Mary Ann Chater

My breakthrough as an artist came when I realized I had something to say. I’d been painting landscapes and florals but felt there was something missing. I started to ask, “What concerns me in my life?” For some time I’d been thinking that people took their environment too lightly. I didn’t want to be heavy-handed in making this point; in fact, I wanted the people who looked at my work to be slightly amused.

I decided that if I made every element—human, animal, botanical and mineral—the same size, I’d challenge the viewer to look closely. The viewer would discover the human presence when he or she didn’t expect to. The human presence would be “found” as an object is found. And the painting would imply that just as every element—human, animal, botanical and mineral—has a place, it also has a value.

For instance, in my Aquarium series, a painting may seem to be “about fish,” but then the viewer discovers the people swimming alongside and above the fish. This is a mild shock, a humorous surprise.

Though my concerns about the environment are serious, I don’t take anything else in my art too seriously. Just as I play with scale and proportion, I play with everything. If a zoologist were to study my Aquarium series, he or she would be appalled: I have fresh and salt water fish swimming together; fish that are actually big are little; fish that are actually little are big. Every element—a person, a pebble, a fish—is the size I want it to be, regardless of what it is in real life. My paintings are exercises in artistic freedom. By playing around with scale and proportion, I question the distinctions between fact and fantasy. We live in the world of facts, but we don’t have to place our paintings there. After all, if we, as artists, can’t be free—,invoking poetic and every other kind of license—who can?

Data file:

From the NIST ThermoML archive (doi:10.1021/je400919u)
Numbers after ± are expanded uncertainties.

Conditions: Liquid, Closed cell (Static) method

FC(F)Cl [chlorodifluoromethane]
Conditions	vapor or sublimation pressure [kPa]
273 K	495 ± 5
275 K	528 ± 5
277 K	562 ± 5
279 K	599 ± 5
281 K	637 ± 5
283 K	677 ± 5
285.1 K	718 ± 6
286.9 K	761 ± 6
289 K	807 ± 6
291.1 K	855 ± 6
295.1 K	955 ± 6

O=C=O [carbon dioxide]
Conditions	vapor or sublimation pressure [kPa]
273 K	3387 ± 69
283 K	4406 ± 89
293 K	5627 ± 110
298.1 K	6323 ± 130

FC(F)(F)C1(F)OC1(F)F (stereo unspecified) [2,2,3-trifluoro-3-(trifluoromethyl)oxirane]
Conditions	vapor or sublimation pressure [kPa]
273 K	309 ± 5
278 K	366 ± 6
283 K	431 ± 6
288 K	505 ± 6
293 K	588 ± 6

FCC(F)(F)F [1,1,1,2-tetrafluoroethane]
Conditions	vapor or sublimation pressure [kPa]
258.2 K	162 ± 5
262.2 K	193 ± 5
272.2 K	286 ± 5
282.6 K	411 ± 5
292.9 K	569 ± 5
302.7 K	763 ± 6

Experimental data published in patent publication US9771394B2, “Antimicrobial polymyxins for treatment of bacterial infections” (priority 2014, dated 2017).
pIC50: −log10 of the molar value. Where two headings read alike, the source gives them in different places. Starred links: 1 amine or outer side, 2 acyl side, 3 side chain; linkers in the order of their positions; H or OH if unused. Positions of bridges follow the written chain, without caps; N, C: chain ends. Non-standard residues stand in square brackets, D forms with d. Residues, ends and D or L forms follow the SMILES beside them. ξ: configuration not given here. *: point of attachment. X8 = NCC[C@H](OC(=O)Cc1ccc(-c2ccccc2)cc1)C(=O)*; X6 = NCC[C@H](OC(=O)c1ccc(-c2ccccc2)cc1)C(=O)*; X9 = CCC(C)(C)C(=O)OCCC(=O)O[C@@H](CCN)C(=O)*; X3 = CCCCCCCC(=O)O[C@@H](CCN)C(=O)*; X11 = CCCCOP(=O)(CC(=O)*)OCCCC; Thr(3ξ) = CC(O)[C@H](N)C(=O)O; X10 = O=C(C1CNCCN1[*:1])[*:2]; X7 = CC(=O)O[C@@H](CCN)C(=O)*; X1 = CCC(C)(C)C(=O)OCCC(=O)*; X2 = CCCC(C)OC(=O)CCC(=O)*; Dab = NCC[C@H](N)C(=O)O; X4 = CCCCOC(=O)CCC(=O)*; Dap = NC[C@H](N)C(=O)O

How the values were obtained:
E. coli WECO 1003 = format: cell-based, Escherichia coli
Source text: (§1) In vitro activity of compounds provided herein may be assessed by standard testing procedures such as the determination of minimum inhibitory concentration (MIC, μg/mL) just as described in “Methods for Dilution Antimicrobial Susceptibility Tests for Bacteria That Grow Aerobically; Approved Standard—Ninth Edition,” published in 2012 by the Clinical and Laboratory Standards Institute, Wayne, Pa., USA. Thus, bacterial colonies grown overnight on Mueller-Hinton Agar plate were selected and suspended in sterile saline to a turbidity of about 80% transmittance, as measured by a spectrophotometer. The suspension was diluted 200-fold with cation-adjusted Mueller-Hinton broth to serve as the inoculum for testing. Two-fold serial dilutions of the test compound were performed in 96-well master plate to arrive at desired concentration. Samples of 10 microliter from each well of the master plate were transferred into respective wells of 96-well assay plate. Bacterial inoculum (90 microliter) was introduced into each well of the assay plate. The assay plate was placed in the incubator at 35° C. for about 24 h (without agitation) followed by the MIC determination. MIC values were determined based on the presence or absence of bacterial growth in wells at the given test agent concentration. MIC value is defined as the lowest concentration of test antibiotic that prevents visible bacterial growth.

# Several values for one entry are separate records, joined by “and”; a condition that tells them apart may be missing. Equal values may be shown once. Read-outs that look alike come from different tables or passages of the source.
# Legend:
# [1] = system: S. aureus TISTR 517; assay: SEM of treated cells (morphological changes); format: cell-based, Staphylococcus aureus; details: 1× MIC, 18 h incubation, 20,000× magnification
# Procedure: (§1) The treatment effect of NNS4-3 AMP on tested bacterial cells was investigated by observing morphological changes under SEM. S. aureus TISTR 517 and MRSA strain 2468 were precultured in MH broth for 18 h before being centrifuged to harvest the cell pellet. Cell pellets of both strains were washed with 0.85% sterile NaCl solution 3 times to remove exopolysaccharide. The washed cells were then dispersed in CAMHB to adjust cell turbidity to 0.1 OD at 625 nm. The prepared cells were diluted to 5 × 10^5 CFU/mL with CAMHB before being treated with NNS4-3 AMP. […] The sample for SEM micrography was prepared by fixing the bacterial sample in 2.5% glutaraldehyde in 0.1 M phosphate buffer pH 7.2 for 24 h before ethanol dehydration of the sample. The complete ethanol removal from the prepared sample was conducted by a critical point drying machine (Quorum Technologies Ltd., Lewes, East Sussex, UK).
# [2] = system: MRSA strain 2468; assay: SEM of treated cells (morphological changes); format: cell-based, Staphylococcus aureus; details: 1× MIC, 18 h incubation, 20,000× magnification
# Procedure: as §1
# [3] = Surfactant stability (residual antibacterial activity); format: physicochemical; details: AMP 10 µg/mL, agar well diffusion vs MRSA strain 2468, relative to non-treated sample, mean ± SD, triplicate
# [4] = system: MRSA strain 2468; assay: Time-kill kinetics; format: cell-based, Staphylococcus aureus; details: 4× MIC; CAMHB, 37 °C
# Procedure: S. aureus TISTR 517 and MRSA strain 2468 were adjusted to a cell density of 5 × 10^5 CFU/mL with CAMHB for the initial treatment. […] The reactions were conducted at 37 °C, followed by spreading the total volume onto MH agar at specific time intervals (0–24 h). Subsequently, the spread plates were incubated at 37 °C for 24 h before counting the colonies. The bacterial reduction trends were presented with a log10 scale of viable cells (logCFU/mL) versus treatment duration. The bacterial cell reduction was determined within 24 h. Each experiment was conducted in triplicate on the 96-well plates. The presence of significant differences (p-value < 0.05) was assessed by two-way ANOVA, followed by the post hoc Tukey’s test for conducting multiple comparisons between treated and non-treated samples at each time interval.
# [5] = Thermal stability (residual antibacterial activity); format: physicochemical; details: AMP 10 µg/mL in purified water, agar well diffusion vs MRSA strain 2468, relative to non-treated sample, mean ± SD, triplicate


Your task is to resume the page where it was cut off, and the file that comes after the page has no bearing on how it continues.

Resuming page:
“Artists are the most fortunate of people. As long as we have a pencil and a sketchpad, we will never be bored, wherever our travels take us,” says Jean Grastorf. Celebrated as an artist and beloved as a teacher, Grastorf won the Robert E. Wood memorial award of the National Watercolor Society in 1999; this year one of her paintings won the Elsie and David Wu Ject-Key Memorial Award of the American Watercolor Society. When not on the road, she lives and paints in St. Petersburg, Florida.

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